The crucial aspect of building muscle mass is succeeding to turn the pump you get while working out in the gym, into a permanent muscle. Of course, a quick set of high intensity exercises can always do the trick of pumping you up, just to find out those muscles deflated just a few hours later.
The solution lies in combining volume training with strength building exercises, and allowing sufficient recovery time before blasting up your muscles during the next session.
The striking gains resulting from this training program are probably due to two mechanisms.
1) The first mechanism involves the synthesis of protein that is taking place within the muscle cell, including all segments of its structure like the connective tissues, cell walls and contractile elements. Yet, this process seems to be be greatly accelerated by submitting the muscles to a specific type of stress, by increasing the training volume, and with the help of advanced knowledge of good nutrition and supplements.
2) The other mechanism is much more simpler, yet much more obscure and involves swelling of the cells that doesn’t affect the function of the muscles. For example, during an injury, the affected tissue can swell a lot, but the muscle function is limited. The function gets restored only when the swelling decreases.
This sets the premise for extrapolating that if the swelling is caught in the gap between the onset of pain and restoring the functionality, and we just keep on training, we can exploit the advantages of added cellular swelling.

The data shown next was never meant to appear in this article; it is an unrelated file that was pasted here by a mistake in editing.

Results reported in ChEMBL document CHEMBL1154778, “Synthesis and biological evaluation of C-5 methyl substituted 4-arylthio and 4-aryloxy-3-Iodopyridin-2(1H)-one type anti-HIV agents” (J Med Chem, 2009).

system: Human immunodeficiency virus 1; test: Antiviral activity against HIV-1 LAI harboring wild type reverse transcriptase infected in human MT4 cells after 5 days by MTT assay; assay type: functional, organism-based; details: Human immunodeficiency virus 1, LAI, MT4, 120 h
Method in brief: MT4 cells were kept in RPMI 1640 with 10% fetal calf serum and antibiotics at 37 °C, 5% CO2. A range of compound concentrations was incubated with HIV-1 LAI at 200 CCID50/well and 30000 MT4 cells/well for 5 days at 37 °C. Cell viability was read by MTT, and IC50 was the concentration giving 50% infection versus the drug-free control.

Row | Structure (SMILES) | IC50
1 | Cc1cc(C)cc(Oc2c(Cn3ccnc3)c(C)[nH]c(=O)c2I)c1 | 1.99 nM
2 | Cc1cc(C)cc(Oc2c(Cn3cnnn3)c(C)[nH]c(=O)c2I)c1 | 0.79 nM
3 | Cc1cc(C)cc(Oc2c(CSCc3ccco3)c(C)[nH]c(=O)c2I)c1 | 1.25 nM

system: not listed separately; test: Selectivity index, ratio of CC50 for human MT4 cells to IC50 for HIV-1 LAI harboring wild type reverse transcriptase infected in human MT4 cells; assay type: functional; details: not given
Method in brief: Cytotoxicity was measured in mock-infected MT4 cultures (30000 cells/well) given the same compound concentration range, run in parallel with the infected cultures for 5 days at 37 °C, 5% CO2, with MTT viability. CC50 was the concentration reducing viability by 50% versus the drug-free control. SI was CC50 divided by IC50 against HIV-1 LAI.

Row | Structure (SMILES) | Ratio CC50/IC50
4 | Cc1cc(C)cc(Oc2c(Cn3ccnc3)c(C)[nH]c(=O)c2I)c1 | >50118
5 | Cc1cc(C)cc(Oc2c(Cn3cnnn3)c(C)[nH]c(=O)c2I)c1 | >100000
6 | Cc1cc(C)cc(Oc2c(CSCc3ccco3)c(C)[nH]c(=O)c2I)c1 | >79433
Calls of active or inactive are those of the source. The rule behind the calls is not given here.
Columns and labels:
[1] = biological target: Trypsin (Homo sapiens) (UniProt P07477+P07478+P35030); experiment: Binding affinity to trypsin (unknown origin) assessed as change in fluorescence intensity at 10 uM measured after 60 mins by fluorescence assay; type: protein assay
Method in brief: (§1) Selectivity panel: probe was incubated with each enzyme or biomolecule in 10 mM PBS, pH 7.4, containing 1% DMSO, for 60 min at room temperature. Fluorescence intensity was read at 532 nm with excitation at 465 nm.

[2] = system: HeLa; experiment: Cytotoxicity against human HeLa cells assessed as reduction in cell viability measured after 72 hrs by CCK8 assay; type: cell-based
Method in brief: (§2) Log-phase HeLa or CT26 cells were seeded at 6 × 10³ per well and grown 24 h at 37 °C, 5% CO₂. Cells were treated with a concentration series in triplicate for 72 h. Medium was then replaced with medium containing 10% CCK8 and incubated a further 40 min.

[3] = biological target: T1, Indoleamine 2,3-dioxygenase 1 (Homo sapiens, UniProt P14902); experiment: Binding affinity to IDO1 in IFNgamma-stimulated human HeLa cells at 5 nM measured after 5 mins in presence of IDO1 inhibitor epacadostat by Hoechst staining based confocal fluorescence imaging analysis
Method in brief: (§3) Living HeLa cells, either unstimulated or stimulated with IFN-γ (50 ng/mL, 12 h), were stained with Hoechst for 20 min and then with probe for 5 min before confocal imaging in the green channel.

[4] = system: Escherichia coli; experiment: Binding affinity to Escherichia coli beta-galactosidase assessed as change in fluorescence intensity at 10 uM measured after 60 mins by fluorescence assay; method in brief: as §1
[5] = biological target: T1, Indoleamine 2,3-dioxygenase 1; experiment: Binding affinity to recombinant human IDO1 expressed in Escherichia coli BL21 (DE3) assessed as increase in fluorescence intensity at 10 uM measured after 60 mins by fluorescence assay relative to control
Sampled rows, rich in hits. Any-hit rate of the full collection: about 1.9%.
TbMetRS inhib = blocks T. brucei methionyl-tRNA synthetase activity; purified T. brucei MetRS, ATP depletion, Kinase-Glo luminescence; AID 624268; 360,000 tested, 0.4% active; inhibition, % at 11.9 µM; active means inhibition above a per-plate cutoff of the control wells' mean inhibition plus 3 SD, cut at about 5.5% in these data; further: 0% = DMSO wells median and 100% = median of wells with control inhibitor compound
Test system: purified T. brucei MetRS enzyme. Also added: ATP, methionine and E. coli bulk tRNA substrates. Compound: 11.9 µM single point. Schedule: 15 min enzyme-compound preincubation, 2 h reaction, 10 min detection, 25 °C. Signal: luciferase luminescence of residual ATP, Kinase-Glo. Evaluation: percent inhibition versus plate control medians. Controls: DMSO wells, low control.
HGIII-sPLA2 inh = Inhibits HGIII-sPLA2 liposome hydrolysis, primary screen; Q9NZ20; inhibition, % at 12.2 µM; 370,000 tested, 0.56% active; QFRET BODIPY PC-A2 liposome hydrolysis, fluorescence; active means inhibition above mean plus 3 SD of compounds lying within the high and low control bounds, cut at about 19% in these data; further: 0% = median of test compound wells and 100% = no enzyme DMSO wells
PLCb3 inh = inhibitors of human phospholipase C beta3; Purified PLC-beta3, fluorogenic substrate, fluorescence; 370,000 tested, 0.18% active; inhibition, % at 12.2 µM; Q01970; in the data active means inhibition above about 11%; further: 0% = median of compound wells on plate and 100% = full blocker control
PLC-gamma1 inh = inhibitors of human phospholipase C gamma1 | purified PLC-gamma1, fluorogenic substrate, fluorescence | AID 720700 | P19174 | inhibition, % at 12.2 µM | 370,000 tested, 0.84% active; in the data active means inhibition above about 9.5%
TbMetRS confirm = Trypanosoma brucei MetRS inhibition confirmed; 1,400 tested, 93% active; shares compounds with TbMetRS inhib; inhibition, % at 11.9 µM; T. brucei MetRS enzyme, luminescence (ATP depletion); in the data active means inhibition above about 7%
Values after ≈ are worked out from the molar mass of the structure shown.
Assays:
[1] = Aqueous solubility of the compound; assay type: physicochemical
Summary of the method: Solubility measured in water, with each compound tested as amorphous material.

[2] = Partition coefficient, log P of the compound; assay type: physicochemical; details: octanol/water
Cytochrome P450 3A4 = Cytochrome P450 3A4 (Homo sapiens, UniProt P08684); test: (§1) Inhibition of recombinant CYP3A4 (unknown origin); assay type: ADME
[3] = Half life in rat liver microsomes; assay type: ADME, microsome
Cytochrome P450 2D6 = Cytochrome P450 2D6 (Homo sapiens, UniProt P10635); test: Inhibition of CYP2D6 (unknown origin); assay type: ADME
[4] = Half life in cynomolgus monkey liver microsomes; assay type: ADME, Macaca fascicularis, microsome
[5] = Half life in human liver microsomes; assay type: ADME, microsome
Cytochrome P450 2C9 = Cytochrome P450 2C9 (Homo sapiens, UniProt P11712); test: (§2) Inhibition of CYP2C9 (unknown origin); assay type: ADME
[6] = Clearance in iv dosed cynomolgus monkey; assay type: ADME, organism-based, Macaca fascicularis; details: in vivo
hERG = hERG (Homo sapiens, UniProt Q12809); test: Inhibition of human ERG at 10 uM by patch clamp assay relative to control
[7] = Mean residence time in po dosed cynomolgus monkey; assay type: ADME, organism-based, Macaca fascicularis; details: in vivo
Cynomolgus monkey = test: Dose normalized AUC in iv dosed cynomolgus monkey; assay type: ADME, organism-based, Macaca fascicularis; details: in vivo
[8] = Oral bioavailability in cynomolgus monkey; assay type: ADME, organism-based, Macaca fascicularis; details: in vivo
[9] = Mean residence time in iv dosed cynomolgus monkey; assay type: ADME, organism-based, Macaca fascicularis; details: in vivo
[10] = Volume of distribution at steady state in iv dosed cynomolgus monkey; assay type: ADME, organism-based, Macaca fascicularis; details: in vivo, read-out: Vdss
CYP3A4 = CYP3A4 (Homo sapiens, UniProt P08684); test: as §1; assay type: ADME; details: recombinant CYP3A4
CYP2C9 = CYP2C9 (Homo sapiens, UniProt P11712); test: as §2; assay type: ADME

The training programs that involve serious volumes have proven time and time again that hitting the same muscles on a regular basis by providing sufficient rest, the size gained from swelling and tissue development will be here to stay. In other words, the muscle size can keep on growing:
- By tearing down the muscle tissue and boosting the process of muscle building.
- Providing sufficient recovery time.
- Repeated attacking of the muscles with suitable volumes.
The training protocol presented here combines dropset and superset approach focused on your pump, and the method for building size known as time under tension.
ANATOMY OF THE ARM
BICEPS FORM AND FUNCTION
The outer segment of your biceps, or the long-head, is generally much more easily activated by more vertical or pronate grip. As opposed to that, the inner segment (short head) is more easily activated in a supinated position. However, the simple fact is that you can achieve greater activation by supining. In this respect, it’s also good to know that you put greater emphasis on the short head when you position the elbow in front of your torso, and when you position it farther back, the emphasis is put on the long head. However, research shows that the varying grips produce a difference only slighter higher than 10% in activation patterns. On the other hand, the difference is much more influenced by the variety of motion, altering elbow position and changing the amount of weights that are lifted. Since we want to cover all the bases, here we try to exploit all these variables.
TRICEPS FORM AND FUNCTION
Although it is generally thought that you should not turn your elbows out during an exercise, sometimes this position is as important as the inward position in order to activate all three heads of this muscle. The long head is best activated by performing full range of isolated dumbbell extensions. The medial shorter heads are activated by downward push. An additional outward twist can be added by using a rope.
Continues on page 2 (Training program) >>